11 Fitness Motivation Tricks That Actually Work

Low energy. Busy schedules. Oversized expectations. These are just some of the common barriers (or excuses) that can come between you and your fitness goals. Despite knowing that regular exercise can lower blood pressure, reduce risk of cardiovascular disease, and help maintain a healthy weight, sometimes actually, well, moving is simply easier said than done.

Here, 11 motivation secrets from wellness pros and the latest health research to get you to finally stop thinking about that run, and actually doing it.

fitness motivation tricks


1. Get Fitted for New Kicks
fitness-shoes-bottled-water PHOTO BY NOMADSOUL1/GETTY IMAGES
Those five-year-old running shoes not only look like they’ve seen better days, but worn-down arch support and shock absorption can set you up for injury. The answer? Get fit by a pro to find the right shoe for both your feet and your style, suggests Heather Milton, senior exercise physiologist at NYU Langone Sports Performance Center. Plus, modern running shoes are “no more than 10 ounces, so you can carry them around in a bag and pull them out at the ready,” she says. Say goodbye to the “I didn’t bring my shoes to work” excuse.


2. Think Outside the Treadmill
If you’re normally an elliptical kind of exerciser, grab a friend and a bike and hit the road. Or maybe you’re bored with your regular running routine—why not try a new group class? Both boredom and plateauing results can be motivation buzz kills. To keep your fitness commitment strong, Milton suggests experimenting outside of your comfort zone. “Try something you think is ridiculous,” she says. Don’t be afraid to bust out that ancient jazzercise video: “Having fun is important! Laughing at yourself while working out with Richard Simmons will make you smile, not to mention, laughing is good for your abs.”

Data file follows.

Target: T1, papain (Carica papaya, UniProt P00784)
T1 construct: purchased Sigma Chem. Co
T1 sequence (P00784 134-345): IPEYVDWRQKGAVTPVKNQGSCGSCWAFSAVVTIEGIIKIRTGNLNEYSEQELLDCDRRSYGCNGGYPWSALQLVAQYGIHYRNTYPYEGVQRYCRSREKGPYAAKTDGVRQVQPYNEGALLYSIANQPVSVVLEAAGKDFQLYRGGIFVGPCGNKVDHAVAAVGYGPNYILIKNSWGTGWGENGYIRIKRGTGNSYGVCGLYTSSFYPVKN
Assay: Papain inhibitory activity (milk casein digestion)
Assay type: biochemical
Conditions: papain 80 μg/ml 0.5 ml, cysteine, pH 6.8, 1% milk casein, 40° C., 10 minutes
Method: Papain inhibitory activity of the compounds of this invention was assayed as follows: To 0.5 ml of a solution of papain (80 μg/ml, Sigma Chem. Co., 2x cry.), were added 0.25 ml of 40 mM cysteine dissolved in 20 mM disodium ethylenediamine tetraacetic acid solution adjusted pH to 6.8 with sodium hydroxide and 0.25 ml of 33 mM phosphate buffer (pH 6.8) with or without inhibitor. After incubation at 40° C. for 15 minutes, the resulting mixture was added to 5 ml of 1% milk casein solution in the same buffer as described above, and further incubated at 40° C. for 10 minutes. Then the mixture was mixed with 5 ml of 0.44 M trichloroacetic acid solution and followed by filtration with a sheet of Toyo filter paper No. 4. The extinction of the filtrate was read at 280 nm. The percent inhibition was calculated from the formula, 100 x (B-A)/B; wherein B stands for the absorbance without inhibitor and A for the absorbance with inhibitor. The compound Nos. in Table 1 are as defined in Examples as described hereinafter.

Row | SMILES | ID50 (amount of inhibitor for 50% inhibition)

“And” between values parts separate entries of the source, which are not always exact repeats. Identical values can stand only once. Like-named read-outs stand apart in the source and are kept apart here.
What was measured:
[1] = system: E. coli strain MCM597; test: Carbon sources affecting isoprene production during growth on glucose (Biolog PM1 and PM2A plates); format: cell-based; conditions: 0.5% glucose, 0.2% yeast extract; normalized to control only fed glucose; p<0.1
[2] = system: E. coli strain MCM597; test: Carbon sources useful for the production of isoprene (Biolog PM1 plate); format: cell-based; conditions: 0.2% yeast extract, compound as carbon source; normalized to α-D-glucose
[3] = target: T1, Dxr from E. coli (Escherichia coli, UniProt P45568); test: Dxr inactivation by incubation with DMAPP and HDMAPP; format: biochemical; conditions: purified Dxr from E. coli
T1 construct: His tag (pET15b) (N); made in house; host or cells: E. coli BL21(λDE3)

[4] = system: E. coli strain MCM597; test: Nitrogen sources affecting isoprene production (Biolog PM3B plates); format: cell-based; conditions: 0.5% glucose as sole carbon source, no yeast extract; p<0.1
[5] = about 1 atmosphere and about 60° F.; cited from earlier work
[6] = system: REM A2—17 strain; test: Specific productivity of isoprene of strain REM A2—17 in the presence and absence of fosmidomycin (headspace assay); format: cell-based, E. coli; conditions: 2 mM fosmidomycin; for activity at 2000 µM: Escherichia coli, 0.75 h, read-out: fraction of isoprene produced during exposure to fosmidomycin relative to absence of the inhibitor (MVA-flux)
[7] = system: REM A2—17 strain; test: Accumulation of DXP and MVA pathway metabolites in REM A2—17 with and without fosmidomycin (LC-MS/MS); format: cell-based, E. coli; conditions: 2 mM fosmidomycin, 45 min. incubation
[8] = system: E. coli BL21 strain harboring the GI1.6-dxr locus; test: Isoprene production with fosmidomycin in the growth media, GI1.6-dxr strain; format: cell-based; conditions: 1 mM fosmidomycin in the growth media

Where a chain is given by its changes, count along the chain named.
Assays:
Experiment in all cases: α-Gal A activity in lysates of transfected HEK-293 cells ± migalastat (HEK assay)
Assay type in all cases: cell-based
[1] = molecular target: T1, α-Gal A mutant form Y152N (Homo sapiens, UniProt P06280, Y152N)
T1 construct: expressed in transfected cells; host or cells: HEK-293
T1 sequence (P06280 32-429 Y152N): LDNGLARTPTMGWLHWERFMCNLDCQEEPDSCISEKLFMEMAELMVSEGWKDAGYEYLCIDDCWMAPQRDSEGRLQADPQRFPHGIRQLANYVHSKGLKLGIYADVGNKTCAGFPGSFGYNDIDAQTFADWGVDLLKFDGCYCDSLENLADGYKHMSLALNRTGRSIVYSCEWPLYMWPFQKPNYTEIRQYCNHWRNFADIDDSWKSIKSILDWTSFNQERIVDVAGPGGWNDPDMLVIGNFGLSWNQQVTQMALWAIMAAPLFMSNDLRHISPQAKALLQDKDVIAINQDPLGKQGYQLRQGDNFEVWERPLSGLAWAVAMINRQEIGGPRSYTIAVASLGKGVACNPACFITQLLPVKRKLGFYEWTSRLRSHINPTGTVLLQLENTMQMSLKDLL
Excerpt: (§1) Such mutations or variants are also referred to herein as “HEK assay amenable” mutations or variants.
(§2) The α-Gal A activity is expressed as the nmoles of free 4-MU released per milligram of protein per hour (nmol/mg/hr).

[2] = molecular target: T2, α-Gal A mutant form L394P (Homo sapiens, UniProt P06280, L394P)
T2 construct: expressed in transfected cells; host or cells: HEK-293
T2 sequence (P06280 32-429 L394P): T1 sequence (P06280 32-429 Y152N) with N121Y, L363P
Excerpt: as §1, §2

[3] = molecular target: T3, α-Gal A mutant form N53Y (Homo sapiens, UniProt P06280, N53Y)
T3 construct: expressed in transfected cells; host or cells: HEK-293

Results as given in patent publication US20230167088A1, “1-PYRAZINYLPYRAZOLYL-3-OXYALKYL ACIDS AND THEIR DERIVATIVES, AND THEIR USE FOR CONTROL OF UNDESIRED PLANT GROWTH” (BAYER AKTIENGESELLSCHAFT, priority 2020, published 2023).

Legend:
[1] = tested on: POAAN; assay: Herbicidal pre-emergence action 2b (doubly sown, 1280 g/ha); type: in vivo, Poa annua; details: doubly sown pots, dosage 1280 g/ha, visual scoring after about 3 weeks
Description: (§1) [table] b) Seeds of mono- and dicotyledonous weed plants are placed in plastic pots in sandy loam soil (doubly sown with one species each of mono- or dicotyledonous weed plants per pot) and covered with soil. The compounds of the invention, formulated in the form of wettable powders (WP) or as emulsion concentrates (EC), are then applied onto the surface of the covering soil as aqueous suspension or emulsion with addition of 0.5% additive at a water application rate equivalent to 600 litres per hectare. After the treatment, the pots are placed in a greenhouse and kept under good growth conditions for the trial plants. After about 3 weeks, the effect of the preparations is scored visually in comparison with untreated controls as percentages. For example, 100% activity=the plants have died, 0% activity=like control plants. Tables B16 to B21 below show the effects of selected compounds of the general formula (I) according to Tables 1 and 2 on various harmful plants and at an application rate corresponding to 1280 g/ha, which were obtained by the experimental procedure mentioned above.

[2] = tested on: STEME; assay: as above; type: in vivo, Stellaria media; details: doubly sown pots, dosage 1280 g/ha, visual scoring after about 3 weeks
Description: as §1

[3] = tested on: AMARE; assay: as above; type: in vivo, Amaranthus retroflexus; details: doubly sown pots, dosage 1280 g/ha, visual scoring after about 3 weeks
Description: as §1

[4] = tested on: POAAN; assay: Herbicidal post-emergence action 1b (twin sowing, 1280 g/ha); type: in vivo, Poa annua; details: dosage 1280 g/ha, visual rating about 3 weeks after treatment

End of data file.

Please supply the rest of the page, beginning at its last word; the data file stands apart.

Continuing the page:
3. Pay Yourself for Hard Work
What if the benefits of exercise came in the form of hard earned cash? One Mayo Clinic weight loss study split participants into two groups—one either paid or received $20 for meeting (or not meeting) their monthly weight loss goals, while the other group didn’t receive a payout. At the end of the 12 month-period those in the incentivized group lost an average of 9.1 pounds, while the other group averaged only 2.6 pounds lost. What’s more, 62 percent of the cash-incentive group completed the entire study, while just 26 percent of the control group finished—suggesting a stronger commitment to fitness when money is up for grabs. Try it yourself: Programs like Healthy Wage allow you to bet on yourself, making a wager on how much weight you’ll lose in a self-allotted time.


4. Go Just a Liiitle Bit Further
Just completed a high-intensity 20-minute run? Congrats! Now keep going, says Sean Wells, DPT, PT, fitness expert for bistroMD. When you think you’re finished, or you’ve reached your initially determined time, add three to five more minutes. “Spend a couple extra minutes on the elliptical, or five more minutes walking,” says Wells. If you’ve gotten this far, a few more minutes are attainable, but challenging, which adds up to personal bests and records that make you feel proud. Not to mention, each little nudge gets you that much closer to your bigger goals—faster.

5. Remember: There’s an App for That
From food journals to weight loss trackers, smart phone apps can help you stay on track with starting and maintaining a fitness plan, or understanding what you’re eating in a day. Wells likes apps such as Happify, which focuses on games and activities based on the science of creating happiness. Or try Lift, which lets you enlist the help of a coach, available 24/7, to track your improvements toward goals.

6. Be Prepared, Be Prepared, Be Prepared
You’ve heard it before, but that’s because it works: Preparing for a healthy week sets you up for success. Weekend meal prep is important, but that’s just half of the equation. “Pack three or four gym outfits on Sunday with a snack—protein bar, nuts—for the whole week,” says Wells. “Sometimes just getting to the gym is the hardest part, but you’re more likely to keep your commitments if you’re ready.”

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